Also, my whole adult life I've been reading 'finally, comics are grown up!' thumbsuckers. Which is fine! It's great so many artistically ambitious comics get made, so I can keep reading 'em. But I'm more of a 'finally, children's picture books are all grown up' kind of a guy. Gorey. Seuss. Sendak. Silverstein. Lewis Carroll. The Moomin books. I imprinted on stuff that gives you that intense words+illustrations, often in silly verse, thing. I aspire to write children's picture + poetry books for grown-ups. Possibly about philosophy.
It ... feels right.
If you’d like to read my scholarly thoughts about related matters, here's an old paper on "Caricature and Comics". Here's another on "Redefining Comics". In a way, those papers say the way I see things. The first notes that 'caricature' tends to be regarded as a 'minor' visual art genre. I argue it make more sense to make it a super-category. The second does the same for comics. It would make more sense to treat words+pictures as the formal and functional norm; then away from that you get weird extremes - like Lynd Ward's wordless woodcut novels; or the stuff Austen and Dickens and Dostoyevsky and Nabokov write. You know: pictureless comics!
What about Nietzsche and Seuss?
Why those two?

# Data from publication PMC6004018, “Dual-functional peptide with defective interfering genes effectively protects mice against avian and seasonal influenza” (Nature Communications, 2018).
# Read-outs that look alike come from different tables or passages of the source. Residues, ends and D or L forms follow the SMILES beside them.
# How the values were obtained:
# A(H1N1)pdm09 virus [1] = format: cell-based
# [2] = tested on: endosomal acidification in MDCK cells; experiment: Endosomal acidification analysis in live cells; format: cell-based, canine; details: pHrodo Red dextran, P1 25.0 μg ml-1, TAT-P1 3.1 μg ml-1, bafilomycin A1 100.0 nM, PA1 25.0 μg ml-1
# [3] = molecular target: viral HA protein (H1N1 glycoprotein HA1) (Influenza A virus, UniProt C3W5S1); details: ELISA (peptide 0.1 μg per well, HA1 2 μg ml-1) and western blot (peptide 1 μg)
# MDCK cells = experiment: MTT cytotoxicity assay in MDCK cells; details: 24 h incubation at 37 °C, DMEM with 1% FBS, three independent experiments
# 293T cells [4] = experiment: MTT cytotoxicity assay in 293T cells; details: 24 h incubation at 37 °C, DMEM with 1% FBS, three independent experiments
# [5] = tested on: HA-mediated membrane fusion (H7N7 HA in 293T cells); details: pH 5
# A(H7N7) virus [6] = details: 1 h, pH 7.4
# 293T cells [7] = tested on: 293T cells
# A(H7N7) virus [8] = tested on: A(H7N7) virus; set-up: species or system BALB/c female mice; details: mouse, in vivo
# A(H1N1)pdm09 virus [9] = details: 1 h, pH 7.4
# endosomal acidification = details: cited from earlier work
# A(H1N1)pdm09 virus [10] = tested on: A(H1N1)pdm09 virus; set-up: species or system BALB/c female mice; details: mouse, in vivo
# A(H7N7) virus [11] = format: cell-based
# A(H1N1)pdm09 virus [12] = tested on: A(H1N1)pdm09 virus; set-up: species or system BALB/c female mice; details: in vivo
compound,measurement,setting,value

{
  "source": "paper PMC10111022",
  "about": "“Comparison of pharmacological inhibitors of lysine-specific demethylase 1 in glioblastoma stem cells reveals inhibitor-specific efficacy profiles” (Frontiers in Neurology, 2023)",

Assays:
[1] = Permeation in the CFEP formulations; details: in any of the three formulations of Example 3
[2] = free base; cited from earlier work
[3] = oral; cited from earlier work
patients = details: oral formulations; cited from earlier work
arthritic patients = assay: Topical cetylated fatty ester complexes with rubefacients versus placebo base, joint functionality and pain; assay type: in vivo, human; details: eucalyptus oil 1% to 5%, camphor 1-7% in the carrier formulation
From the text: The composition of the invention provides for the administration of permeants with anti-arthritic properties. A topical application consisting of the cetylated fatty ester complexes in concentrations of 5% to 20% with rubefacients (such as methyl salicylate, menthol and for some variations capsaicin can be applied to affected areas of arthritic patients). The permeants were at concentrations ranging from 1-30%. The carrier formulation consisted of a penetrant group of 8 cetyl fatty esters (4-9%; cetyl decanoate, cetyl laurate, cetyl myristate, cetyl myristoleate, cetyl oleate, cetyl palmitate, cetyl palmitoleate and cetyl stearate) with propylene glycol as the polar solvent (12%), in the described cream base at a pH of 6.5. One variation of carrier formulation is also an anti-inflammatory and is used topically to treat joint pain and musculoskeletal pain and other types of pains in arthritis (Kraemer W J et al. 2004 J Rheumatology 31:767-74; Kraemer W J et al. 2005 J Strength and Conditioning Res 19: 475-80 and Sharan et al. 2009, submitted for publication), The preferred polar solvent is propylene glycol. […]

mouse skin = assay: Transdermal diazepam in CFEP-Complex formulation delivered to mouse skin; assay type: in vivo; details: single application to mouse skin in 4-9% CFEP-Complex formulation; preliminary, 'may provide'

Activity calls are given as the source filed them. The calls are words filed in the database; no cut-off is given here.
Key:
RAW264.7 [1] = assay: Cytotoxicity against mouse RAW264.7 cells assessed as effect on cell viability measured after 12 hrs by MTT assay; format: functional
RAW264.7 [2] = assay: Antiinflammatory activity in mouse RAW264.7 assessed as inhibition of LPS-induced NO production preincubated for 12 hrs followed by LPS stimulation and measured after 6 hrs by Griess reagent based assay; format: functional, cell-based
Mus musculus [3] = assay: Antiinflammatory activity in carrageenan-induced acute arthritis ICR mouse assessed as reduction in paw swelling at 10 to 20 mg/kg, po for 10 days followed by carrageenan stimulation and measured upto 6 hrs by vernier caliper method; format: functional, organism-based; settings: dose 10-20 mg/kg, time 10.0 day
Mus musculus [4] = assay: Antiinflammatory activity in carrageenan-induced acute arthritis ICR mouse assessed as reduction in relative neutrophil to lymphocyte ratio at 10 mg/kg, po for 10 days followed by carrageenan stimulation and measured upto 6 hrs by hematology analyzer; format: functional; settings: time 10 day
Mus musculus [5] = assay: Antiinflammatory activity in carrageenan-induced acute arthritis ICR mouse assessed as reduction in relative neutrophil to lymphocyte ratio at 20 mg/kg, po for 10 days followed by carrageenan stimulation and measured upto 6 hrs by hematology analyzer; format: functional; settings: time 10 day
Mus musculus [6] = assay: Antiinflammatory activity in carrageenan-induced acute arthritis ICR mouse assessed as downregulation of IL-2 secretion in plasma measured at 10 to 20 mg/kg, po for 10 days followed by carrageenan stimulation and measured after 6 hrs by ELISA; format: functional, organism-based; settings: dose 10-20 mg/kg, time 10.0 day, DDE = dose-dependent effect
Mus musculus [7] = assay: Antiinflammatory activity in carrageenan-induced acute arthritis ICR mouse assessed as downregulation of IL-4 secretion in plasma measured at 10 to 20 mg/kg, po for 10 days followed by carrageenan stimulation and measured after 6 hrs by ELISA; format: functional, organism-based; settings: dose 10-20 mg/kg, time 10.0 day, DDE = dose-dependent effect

I’m writing a little book to explain it - like I said! It makes total sense.
How can I help?
Mostly by reading my stuff you save me from sad solipsism of authorship. Beyond keeping soul and sanity together, there's keeping body and soul together ...
Robert Louis Stevenson has a funny little ‘proem’, from The Graver and the Pen.
Unlike the common run of men,
I wield a double power to please,
And use the GRAVER and the PEN
With equal aptitude and ease—
What’s a graver?
An engraving tool.
That makes sense. Go on.
—I move with that illustrious crew,
The ambidextrous Kings of Art;
And every mortal thing I do
Brings ringing money in the mart.
On Beyond Zarathustra is a labor of love, but I have promised the wife I won’t lose money. Hosting costs; it's polite to tip. (Stevenson himself is putting on a brave, commercial face, at this point in his career.)
I don’t want to start a Patreon. I don’t want to slather the site with ads. I’ve got an Amazon Associates account. If you would like to see me keep this up, use this link to buy any old thing through Amazon. I’ll get a small commission. (Just click through; shop. That's it!)
I also just opened a little shop to sell silly stuff. If you like it, buy it.
Why Aren't There Any
Pictures On This Page?
You see! It's unnatural! That said, I wanted to prove I can go a page without. I can quit any time I want. I just don't want.